The number of languages listed for India is
418. Of those, 407 are living languages and 11 are extinct.
At present India has 18 officially recognised languages which are
mentioned in the Eight Schedule of the Constitution.
Hindi in the Devanagari script is the official language of the Union of
India while the regional languages are the official languages of the state.
English is the second official language and is also the authoritative,
legislative and judicial language.
English is also the state language of Nagaland and Meghalaya.
Indian languages have evolved from
different stocks and are closely associated with the different ethnic groups of
India. Broadly the Indian languages
can be put into six groups: 1) Indo-Aryan, 2) Dravidian, 3) Sino-Tibetan, 4)
Negroid, 5) Austric and 6) Others. These languages have interacted on one another through the
centuries and have produced the major linguistic divisions of modern India. The
Indo-Aryan and the Dravidian are the dominant groups and together comprises all
the major languages of India. They have influenced each other and have, in turn,
been influenced by the Austric and Sino-Tibetan tongues.
This is the most important family of Indian
languages and comprises of all the principal languages of northern and western
India such as Hindi, Bengali, Marathi, Gujarati, Punjabi, Sindhi, Rajasthani,
Assamese, Oriya, Pahari, Bihari, Kashmiri, Urdu and Sanskrit. It is part of the Indo-European family of languages, which
came to India with the Aryans. It
is the biggest of the language groups in India and accounts for about 74% of the
total Indian population.
This is the second most important group
and comprises mainly of languages spoken in the Southern India. This group of
languages does not have any relationship with the language groups outside the
Indian sub-continent. The Dravidian language came into India centuries before the
Indo-Aryan. It covers about 25% of
the Indian population. According to the Russian linguist M.S. Andronov,
Proto-Dravidian gave rise to 21 Dravidian Languages. They can be broadly
classified into three groups: Northern group, Central group, and Southern group
of Dravidian languages. The
Northern group consists of three languages i.e.
Brahui, Malto and
Brahui is spoken in Baluchistan,
Malto spoken in Bengal and Orissa, while
Kurukh is spoken in Bengal, Orissa, Bihar and Madhya Pradesh. The
Central group consists of eleven languages viz.,
Gondi, Khond, Kui, Manda, Parji, Gadaba,
Kolami, Pengo, Naiki, Kuvi and Telugu.
Out of these, only Telugu became a
civilized language and the rest remained tribal languages. The southern group
consists of seven languages viz., Kannada,
Tamil, Malayalam, Tulu, Kodagu, Toda and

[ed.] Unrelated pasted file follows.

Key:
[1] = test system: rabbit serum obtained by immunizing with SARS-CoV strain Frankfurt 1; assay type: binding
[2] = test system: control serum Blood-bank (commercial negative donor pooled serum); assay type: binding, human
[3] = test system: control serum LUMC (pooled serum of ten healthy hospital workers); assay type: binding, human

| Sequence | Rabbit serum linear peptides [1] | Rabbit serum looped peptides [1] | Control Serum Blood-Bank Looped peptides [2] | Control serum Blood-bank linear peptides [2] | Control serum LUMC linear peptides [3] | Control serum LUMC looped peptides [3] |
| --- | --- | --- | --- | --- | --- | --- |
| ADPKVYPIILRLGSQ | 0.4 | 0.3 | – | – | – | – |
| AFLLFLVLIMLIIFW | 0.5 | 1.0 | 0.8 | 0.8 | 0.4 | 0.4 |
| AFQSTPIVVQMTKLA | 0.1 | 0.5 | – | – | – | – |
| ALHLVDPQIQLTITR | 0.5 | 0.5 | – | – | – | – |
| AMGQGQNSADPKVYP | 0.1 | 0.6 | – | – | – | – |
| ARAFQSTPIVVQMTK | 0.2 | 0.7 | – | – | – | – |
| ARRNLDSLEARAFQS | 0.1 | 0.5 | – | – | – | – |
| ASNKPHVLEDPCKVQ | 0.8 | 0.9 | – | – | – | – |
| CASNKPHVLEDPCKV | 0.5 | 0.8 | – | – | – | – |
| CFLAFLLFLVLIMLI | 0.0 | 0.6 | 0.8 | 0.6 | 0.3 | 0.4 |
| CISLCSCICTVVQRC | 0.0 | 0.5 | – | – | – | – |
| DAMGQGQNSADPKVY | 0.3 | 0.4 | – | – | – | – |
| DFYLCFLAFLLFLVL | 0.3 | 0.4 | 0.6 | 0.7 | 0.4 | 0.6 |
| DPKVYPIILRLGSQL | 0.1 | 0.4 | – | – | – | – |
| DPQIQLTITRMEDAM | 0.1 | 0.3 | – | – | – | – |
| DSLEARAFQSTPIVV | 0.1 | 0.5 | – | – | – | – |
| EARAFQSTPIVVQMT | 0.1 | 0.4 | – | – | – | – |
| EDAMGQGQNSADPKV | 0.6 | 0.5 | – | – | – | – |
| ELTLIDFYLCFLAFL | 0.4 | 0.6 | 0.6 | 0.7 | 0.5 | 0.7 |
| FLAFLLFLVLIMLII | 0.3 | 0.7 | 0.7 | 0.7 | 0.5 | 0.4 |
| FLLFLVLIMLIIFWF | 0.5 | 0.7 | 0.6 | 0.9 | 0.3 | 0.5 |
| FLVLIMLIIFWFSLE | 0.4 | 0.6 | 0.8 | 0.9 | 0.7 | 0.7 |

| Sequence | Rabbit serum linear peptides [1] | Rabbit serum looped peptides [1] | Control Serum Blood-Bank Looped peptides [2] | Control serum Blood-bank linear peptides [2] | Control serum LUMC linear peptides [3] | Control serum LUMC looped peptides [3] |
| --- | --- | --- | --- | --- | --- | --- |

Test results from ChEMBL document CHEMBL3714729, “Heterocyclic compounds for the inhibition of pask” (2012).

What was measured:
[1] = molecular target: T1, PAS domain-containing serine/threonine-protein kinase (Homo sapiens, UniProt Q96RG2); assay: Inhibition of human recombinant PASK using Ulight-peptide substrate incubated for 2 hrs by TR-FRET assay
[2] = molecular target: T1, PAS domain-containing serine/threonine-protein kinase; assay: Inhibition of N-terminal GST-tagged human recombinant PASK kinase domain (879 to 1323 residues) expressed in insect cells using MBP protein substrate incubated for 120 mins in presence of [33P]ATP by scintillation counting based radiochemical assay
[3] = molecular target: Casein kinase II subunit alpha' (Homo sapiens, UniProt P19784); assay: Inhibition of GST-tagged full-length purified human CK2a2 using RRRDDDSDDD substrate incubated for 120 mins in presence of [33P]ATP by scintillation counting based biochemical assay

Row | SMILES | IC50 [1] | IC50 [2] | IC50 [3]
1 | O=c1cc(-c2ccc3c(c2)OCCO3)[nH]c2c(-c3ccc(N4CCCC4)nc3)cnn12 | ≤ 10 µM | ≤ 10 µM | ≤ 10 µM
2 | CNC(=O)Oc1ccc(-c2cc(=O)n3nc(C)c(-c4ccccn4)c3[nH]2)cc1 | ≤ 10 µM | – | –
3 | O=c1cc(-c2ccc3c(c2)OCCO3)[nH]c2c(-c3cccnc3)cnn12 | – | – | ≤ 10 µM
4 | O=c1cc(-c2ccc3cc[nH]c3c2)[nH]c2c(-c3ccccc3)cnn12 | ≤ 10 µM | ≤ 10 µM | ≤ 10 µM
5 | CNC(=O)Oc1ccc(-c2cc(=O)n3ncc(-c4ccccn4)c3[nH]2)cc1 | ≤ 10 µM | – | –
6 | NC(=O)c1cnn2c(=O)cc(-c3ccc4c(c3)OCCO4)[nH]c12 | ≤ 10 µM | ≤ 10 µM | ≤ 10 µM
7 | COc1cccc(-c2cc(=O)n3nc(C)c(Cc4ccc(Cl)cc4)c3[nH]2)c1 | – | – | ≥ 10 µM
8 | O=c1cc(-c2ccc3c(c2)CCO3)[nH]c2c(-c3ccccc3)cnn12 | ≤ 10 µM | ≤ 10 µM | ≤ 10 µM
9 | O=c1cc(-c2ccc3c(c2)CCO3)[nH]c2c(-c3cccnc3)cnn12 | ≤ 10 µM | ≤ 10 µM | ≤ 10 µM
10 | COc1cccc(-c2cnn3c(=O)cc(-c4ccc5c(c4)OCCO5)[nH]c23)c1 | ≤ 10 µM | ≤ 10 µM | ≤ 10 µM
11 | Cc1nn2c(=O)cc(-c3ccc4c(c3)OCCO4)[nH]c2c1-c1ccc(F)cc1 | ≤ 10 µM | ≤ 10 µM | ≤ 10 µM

Kota. However, the major languages of the Dravidian group are: (i) Telugu
(numerically the biggest of the Dravidian languages), (ii) Tamil (oldest and
purest language of the Dravidian family), (iii) Kannada and (iv) Malayalam
(smallest and the youngest of the Dravidian family).
Mongoloid speech family has a considerably vast expanse in India and
stretches all over the sub-Himalayan tracts, covering North Bihar, North Bengal,
Assam up to the north-eastern frontiers of the country.
These languages are considered to be older than the Indo-Aryan languages
and are referred to in the oldest Sanskrit literature as
Kiratas. Most of these languages
belong to the Tibeto-Burman sub-family, with the exception of
Ahom (now extinct) which belonged to
the Siamese-Chinese branch. The
Tibeto-Burman languages are divided into four broad groups, viz. Tibetan,
Himalayan, North-Assam and Assam-Burmese.
The important Indian languages of Tibetan group include
Sikkimese, Bhotia, Balti, Sherpa, Lahuli
and Ladakhi, which are all dialects of
Tibetan. The important languages of the Himalayan group are
Limbu. The North-Assam
(Northeast Frontier) Group includes a number of languages like
Abor (Adi), Miri, Aka, Dafla and
Mishmi. The Assam-Burmese group is
numerically and culturally the most important of the Tibeto-Burman sub-family.
It is again sub-divided into four main sub-groups, viz.
Kuki-Chin, Mikir, Bodo and
Naga. This group also includes
other languages like Singhpho of Assam
and Mogh of Tripura, which are
offshoots of the languages spoken in Myanmar.
Meithi is the most important language of the Kuki-Chin sub-group.
The Bodo sub-group includes such dialects as
Bodo, Rajbangsi, Koch, Mech, Rabha, Dimasa,
Kachari, Chutiya, Garo, Haijong and the
Mikir has strong affinities to the
Bodo and is spoken in the Mikir Hills
and Parts of Sibsagar district in Assam.
The principal languages of the Naga sub-group are
Angami, Sema, Ao, Lotha, Mao, Konyak, Kabui and Lepcha.
Austric languages of India belong to
the Austro-Asiatic sub-family, which are represented by languages of the Munda
or Kol Group, spoken in the central, eastern and north-eastern India and
languages of the Mon-Khmer group like
Khasi and Nicobarese.
These are very ancient languages which have been in existence much before the
advent of Aryans and were referred in ancient Sanskrit literature as
The most important language of the Austric group is
Santhali, which is spoken by over 5
million Santhals and is the largest spoken among the
Mundari, spoken by about a
million Mundas, is another important language of this group.
There are several Dravidian
adivasi languages like
Gondi, Oraon or
Kurukh, Mal-Pahariya, Khond
and Parji which are very distinct and
cannot be classified in other groups.